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Inaccuracies in science journalism are obnoxious at best, potentially dangerous at worst

In his latest post over at the Law and Biosciences Blog, Stanford's Hank Greely, JD, comments on one annoying error that sometimes pops up in scientific reporting: a sort of scientific synecdoche that reporters use when referring to cells, tissues, or organs as having a disease or quality that really only applies to the affected person. To put it more simply, individual body parts don't get sick; people do.

Greely's blog post was inspired by a headline referring to a group of neural cells, which had been derived from stem cells collected from a person with schizophrenia, as "schizophrenic brain cells." Obviously, this label was inaccurate. Cells don't get mental diseases because they don't have minds.

From a journalistic standpoint, the inaccurate headline is irritating in the same way that people who confuse "your" and "you're" are irritating to grammar enthusiasts. In the case of this headline, the inaccurate reference to "schizophrenic brain cells" (rather than "schizophrenics' brain cells") probably didn't cause anyone to imagine individual brain cells hallucinating conversations with an imaginary partner.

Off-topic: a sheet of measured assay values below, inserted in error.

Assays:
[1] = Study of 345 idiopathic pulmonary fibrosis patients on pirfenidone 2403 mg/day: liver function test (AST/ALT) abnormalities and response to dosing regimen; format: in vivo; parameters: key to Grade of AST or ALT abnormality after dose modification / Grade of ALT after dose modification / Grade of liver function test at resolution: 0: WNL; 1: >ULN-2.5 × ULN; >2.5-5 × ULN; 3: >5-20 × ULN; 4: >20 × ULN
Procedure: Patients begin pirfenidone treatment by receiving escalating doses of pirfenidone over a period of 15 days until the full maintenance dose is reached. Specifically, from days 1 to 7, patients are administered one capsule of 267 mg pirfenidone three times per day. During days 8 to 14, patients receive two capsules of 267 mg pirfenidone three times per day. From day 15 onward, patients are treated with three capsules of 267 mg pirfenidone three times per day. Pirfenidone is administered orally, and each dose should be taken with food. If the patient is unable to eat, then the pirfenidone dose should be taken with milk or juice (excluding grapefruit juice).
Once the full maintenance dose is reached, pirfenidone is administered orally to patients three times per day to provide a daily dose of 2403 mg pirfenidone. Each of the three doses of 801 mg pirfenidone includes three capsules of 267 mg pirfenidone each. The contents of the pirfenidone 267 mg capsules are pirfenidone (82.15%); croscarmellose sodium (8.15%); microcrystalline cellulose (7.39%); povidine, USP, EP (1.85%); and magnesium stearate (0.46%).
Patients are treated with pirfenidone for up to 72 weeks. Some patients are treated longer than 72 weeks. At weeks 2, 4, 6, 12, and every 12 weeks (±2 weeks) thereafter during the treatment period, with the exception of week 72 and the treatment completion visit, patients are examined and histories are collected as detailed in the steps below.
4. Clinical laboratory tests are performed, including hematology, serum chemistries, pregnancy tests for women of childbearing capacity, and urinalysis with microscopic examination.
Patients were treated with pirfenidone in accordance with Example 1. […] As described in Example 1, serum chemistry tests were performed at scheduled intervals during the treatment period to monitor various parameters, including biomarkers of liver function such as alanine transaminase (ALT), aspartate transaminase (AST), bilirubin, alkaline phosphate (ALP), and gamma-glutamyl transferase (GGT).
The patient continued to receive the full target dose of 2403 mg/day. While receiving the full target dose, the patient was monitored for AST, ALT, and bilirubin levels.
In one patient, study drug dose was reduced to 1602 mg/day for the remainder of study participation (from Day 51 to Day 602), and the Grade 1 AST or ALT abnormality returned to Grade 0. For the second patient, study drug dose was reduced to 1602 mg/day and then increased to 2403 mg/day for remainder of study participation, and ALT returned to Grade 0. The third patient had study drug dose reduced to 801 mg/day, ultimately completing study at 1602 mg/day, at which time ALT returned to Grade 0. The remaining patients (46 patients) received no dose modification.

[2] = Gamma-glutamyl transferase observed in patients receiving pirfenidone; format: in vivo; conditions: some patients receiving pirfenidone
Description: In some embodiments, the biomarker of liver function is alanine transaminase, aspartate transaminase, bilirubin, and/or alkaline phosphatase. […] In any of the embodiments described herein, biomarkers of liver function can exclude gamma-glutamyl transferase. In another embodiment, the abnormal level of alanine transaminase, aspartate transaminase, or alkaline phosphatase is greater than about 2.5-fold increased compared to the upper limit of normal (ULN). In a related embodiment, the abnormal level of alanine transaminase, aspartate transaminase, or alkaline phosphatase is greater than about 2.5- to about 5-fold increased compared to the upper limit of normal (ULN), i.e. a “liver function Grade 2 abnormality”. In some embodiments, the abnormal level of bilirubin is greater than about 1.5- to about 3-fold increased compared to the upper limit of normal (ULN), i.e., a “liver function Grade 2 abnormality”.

Still, Greely is working off more than a pet peeve when he calls for pinpoint accuracy in journalism. When it comes to science and health reporting, small inaccuracies can be incredibly misleading, inspiring false hopes and inappropriate lifestyle changes. Language is a powerful tool, and reporters - the people we trust to deliver the truth - must be especially mindful of how they wield it.

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